Monday, December 2, 2013

Banker in the Sun




Dear Reader,

Unfortunately, The Traveling Bedouin will be undergoing maintenance for a while as I redesign the site. In the meantime, please feel free to follow my traveling adventures at: Banker in the Sun. Looking forward to seeing you there, and don't forget to sign up for my newsletter for lots of stories and travel tips!!

Thanks again,

Rashad :)

Saturday, May 18, 2013

When Kings Fall






I began writing When Kings Fall in November of 2011 and am hoping to have the final draft completed late this year. Based on a true story, When Kings Fall retells the misfortunes of a physician and his wife in political exile from Syria and their nomadic trek for a place to call home. It is set during the 1924 Arabian war, when the powerful armies of the Sultan of Najd and the King of Hejaz collided head-on, forcing the physician to make a difficult choice of allegiance; one which could tear him away from the woman he loves.

The prologue casts the physician as Hamza. I hope you enjoy the reading and wish you the very best in your travels and writing endeavors:


          
                                        Prologue--The Day before the War (1924)



      The great dune rose several hundred feet and leaned over like a wave about to crash on the Naf┼źd desert. A beastly sun exhaled, its fierce temper scorching the landscape and causing it to blur. Hamza wiped his forehead and dismounted. He adjusted his glasses before carefully walking atop the dune’s crest to the sultan.
      The sultan cupped his hand over his brows and surveyed the western Tuwaiq escarpment, which disappeared into the gritty haze of the southern horizon. He lowered his hand. “It was eight months ago that we awaited them over there, doctor,” he said, pointing at the mouth of the escarpment. “There was not a sound, not even cries from the vultures. Finally, when the sun dipped at the desert’s edge, darkness came to life—”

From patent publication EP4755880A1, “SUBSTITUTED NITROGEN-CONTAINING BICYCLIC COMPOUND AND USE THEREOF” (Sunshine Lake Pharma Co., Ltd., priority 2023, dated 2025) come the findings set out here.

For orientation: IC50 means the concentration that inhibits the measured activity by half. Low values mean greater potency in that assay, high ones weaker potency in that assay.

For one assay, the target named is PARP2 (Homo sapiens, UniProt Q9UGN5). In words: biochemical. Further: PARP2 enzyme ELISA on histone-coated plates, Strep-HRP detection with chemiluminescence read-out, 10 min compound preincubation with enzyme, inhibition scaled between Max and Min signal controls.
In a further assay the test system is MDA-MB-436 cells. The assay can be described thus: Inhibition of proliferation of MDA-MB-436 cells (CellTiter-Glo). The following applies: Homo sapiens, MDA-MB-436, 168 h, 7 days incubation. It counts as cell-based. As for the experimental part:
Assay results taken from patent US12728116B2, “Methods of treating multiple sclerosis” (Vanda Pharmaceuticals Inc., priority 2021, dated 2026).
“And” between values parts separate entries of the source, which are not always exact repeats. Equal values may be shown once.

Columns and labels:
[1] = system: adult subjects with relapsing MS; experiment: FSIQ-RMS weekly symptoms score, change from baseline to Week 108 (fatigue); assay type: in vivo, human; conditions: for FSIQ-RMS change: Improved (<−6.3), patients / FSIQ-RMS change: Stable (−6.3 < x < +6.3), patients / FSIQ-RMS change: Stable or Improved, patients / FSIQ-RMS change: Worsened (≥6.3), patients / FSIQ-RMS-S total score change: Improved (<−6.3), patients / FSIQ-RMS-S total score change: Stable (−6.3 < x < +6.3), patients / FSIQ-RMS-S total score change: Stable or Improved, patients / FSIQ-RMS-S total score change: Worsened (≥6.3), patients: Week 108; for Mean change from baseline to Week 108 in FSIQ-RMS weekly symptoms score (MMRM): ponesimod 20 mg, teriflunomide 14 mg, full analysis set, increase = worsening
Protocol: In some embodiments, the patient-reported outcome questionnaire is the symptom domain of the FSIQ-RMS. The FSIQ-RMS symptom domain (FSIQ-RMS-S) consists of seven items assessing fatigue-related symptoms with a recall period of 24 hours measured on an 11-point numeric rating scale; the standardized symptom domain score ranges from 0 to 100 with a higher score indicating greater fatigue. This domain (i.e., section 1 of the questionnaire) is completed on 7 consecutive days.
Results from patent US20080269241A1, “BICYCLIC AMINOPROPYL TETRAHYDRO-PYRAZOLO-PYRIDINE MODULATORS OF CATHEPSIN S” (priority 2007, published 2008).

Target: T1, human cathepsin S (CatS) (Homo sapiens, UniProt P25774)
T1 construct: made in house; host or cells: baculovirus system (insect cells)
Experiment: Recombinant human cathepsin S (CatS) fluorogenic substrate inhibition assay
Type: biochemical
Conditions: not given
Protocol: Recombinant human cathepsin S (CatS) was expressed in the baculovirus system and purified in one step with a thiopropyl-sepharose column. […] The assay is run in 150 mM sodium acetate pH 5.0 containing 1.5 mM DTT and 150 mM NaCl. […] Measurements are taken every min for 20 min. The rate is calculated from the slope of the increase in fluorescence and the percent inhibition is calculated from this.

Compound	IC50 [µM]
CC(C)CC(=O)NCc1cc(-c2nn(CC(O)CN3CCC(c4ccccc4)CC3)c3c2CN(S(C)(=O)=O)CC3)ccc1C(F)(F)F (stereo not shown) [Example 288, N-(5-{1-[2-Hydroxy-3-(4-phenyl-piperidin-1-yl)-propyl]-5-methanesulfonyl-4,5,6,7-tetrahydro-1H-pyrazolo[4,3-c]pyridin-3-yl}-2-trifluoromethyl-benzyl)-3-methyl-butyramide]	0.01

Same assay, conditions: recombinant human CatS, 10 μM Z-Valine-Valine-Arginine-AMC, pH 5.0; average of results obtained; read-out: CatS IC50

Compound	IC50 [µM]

He paused and looked morosely at Hamza.
      “—a thousand tears of slaughter rained down on us, arrows bending the whims of fate and stealing all life in their path. There were screams everywhere, cries of our fallen. The enemy advanced upon us like marionettes in a dance of death. And we—we thought we were invincible, cursed by this arrogance ten decades in our blood. But like a crocodile stalking us in the rivers of our ignorance, the men of Medina struck, and devoured us.” The sultan’s eyes glimmered sadly. “Many children lost their fathers that day.”
      Together, in silence, Hamza and the sultan paid homage to the landscape of broken arrows that sprawled out before them, remnants of the attack months earlier. At length, the sultan said, “Come, we do not have much time.” The two mounted and looked at the desolation one last time. Hamza tasted the salt at the edge of his lips, wiped more sweat from his face. The sultan’s stallion neighed at his master’s command, and the pair galloped off into the blistering heat, leaving behind them a cloud of sand and dust.

      That night, under a full Arabian moon, Hamza was unable to fall sleep; the anticipation of tomorrow’s battle pounded in his heart like an unsung legend impatiently awaiting its birth. He’d had no idea what to expect when he accepted the post as the sultan’s first physician. His body was not meant for war; its delicate nature and fine hands had been groomed for the intricacies of medicine and the healing arts. Never had he imagined ending up folded in a fetal position, fending off a desert chill with the meager flesh that covered his bones. The cold of night edged its way into their tent, kissing his neck and sending chills down his spine. He pulled the blanket around him. He missed Yasmina. And he missed the sound of the crickets from his backyard in Damascus, the ones that would accompany his sleep into the wee hours of dawn. It wasn’t often that Hamza thought about the home from which he’d been exiled—instead harboring resentment for it—but tonight, in this strangling darkness, there was no other place he wished to be.
       But his fatigue eventually overwhelmed him. Soon, all that was left was a faint picture of the woman who’d left him.